Mitch Resnick, Director of the Lifelong Kindergarten program and LEGO Papert Professor of Learning Research at MIT Media Lab, is making his mission to help kids keep the exploration going. It was Resnick and his team build Scratch.
Since Scratch was launched in 2007, it underwent a slow but sustained development. Till now it has become a well-known tool and interface for the children worldwide to learn not only coding skills, but more importantly computational thinking.
Yes, just as Resnick mentioned, not only can primary school students be able to program, but also have fun to do it. Learning programming is not just to cultivate future computer engineers, but an effective way to learn how to learn. or just As Resnick said, “The ability to code computer programs is an important part of literacy in today’s society. When people learn to code in Scratch, they learn important strategies for solving problems, designing projects, and communicating ideas.”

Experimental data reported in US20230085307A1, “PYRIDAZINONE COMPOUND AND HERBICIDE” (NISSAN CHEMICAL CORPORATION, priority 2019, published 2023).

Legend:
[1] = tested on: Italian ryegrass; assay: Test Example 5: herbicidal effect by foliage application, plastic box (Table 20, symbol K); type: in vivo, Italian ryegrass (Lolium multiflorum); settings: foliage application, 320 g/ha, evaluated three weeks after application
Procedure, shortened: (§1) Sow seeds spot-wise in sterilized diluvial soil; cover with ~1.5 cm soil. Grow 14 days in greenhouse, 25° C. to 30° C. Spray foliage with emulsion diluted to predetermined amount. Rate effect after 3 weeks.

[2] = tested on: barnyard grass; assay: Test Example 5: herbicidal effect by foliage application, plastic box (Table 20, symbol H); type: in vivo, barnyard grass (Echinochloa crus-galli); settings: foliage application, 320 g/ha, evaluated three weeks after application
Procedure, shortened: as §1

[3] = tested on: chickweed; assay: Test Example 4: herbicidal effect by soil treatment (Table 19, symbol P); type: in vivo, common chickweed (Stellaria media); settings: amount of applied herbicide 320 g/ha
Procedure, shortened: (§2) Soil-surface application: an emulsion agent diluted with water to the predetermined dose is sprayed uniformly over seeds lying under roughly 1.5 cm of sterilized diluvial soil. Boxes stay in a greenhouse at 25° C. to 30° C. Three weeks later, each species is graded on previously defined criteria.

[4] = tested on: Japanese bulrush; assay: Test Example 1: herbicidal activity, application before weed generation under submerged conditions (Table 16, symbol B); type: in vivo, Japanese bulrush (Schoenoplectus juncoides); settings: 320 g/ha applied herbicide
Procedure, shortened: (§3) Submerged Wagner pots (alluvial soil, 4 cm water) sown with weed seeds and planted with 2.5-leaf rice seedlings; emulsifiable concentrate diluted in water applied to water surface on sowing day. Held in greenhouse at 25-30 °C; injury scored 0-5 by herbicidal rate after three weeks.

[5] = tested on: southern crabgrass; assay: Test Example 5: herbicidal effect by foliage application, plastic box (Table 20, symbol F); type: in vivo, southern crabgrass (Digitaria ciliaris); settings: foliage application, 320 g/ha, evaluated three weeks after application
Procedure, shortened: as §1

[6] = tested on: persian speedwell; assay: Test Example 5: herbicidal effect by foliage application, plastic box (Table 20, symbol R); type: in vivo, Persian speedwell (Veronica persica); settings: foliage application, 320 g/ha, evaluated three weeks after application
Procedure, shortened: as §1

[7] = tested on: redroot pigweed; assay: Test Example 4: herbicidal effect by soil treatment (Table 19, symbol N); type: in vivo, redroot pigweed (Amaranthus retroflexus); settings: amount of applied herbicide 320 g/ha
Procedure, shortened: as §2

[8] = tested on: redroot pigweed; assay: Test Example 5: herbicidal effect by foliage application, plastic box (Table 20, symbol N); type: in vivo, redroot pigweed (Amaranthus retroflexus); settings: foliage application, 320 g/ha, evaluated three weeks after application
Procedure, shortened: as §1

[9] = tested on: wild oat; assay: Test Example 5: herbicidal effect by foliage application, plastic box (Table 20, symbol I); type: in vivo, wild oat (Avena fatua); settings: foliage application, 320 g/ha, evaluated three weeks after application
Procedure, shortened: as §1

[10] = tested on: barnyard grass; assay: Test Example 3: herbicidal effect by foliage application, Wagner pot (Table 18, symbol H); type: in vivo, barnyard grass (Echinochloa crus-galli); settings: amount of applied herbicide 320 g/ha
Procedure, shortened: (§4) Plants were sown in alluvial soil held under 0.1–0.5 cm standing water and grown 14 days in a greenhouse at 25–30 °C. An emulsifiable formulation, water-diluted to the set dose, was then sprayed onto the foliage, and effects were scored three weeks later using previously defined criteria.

Note: In January 2019 , Scratch 3.0 was officially released. Scratch 3.0 was rewritten with an upgraded architecture. It abandoned the outdated flash technology of the web 2.0 era , and embraced the more advanced HTML5 technology. It includes dozens of new sprites, a totally new sound editor, and many new programming blocks. And with Scratch 3.0, you’re able to create and play projects on your tablet, in addition to your laptop or desktop computer.